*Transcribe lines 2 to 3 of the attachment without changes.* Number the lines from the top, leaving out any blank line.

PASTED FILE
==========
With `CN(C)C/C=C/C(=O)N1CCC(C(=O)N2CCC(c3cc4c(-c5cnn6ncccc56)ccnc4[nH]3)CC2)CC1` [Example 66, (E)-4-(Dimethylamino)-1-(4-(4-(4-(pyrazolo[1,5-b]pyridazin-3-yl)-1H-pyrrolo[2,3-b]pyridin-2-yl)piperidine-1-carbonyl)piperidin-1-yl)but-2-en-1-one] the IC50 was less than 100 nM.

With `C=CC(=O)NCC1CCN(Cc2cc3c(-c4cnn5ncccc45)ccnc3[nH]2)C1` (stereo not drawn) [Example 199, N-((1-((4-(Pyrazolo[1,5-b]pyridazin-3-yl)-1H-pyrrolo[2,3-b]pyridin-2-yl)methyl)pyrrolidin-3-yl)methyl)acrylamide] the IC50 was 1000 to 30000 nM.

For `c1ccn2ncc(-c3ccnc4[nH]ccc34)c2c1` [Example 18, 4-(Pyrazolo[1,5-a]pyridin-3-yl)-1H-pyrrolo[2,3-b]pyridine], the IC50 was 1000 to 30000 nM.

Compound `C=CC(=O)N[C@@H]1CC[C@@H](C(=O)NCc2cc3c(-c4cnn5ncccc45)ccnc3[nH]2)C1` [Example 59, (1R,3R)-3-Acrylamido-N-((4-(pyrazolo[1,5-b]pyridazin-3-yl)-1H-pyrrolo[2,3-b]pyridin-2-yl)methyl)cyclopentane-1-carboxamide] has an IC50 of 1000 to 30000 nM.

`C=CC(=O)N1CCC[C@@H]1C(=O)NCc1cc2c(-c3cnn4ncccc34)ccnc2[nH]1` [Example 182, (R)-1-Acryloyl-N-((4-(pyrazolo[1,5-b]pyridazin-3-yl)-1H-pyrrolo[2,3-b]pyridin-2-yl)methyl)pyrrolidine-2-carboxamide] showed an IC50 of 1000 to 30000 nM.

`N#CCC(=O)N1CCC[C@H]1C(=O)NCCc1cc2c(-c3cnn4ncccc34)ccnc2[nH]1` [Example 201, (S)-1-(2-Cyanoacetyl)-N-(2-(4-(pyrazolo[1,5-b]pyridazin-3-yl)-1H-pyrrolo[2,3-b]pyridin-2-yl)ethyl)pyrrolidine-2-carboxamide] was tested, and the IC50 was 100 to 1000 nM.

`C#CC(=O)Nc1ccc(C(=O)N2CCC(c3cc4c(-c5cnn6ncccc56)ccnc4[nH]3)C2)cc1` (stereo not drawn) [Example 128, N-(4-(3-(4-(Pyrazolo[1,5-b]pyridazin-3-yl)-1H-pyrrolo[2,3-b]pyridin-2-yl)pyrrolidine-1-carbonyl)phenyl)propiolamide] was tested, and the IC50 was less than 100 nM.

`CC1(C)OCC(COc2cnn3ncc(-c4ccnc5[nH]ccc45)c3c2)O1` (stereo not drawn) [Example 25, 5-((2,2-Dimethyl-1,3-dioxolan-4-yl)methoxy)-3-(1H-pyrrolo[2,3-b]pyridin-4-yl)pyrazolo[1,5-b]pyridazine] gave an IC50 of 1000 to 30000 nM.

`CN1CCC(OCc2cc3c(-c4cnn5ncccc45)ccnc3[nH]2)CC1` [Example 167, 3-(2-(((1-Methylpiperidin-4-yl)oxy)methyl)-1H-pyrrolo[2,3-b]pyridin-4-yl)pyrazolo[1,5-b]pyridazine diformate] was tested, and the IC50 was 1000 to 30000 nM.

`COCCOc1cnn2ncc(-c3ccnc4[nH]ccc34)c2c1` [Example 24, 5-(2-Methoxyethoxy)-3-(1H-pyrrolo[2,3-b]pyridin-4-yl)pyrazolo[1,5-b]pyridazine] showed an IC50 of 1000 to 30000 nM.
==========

With `C=CC(=O)NCC1CCN(Cc2cc3c(-c4cnn5ncccc45)ccnc3[nH]2)C1` (stereo not drawn) [Example 199, N-((1-((4-(Pyrazolo[1,5-b]pyridazin-3-yl)-1H-pyrrolo[2,3-b]pyridin-2-yl)methyl)pyrrolidin-3-yl)methyl)acrylamide] the IC50 was 1000 to 30000 nM.

For `c1ccn2ncc(-c3ccnc4[nH]ccc34)c2c1` [Example 18, 4-(Pyrazolo[1,5-a]pyridin-3-yl)-1H-pyrrolo[2,3-b]pyridine], the IC50 was 1000 to 30000 nM.